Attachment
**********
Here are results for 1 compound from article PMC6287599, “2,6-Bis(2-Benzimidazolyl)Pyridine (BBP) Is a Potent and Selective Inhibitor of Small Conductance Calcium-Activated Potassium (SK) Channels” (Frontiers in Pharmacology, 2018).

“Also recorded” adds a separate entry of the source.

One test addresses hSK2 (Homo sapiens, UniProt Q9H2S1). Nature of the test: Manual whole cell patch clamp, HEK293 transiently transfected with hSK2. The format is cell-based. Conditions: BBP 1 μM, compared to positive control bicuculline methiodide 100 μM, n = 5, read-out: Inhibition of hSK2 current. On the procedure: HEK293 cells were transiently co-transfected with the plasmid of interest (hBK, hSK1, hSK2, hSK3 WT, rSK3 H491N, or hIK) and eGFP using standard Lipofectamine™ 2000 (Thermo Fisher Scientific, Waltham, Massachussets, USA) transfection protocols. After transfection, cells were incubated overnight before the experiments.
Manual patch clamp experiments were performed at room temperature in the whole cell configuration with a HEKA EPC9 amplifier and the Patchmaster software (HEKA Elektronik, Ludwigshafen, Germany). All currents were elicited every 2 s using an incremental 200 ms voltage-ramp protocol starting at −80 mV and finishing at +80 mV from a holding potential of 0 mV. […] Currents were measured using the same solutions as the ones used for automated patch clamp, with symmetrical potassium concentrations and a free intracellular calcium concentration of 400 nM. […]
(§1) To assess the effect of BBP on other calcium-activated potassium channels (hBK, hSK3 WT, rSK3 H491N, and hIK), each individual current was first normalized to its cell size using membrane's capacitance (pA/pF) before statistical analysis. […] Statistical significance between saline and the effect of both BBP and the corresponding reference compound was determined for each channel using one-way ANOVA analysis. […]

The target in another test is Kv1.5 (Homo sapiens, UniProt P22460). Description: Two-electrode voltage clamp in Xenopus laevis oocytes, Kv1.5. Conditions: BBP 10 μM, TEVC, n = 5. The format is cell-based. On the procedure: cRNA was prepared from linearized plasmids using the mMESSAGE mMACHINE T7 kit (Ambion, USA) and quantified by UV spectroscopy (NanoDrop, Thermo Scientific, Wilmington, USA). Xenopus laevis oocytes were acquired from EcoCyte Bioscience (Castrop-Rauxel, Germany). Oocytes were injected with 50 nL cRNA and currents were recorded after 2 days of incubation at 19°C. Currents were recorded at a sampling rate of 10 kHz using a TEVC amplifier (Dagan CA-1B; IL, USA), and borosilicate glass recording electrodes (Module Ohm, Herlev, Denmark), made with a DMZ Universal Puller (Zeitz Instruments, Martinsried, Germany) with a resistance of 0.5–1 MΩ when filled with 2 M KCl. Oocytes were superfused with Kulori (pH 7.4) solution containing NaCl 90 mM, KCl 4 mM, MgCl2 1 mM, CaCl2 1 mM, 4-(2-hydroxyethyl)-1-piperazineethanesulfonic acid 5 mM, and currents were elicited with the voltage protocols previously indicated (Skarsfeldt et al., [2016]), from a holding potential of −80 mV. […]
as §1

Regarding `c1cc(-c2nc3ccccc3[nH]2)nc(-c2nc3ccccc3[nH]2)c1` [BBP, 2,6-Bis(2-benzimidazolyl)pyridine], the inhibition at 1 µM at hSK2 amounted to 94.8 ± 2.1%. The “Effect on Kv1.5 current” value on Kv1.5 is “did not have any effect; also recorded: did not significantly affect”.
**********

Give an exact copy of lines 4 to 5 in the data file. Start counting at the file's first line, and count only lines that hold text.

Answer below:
Manual patch clamp experiments were performed at room temperature in the whole cell configuration with a HEKA EPC9 amplifier and the Patchmaster software (HEKA Elektronik, Ludwigshafen, Germany). All currents were elicited every 2 s using an incremental 200 ms voltage-ramp protocol starting at −80 mV and finishing at +80 mV from a holding potential of 0 mV. […] Currents were measured using the same solutions as the ones used for automated patch clamp, with symmetrical potassium concentrations and a free intracellular calcium concentration of 400 nM. […]
(§1) To assess the effect of BBP on other calcium-activated potassium channels (hBK, hSK3 WT, rSK3 H491N, and hIK), each individual current was first normalized to its cell size using membrane's capacitance (pA/pF) before statistical analysis. […] Statistical significance between saline and the effect of both BBP and the corresponding reference compound was determined for each channel using one-way ANOVA analysis. […]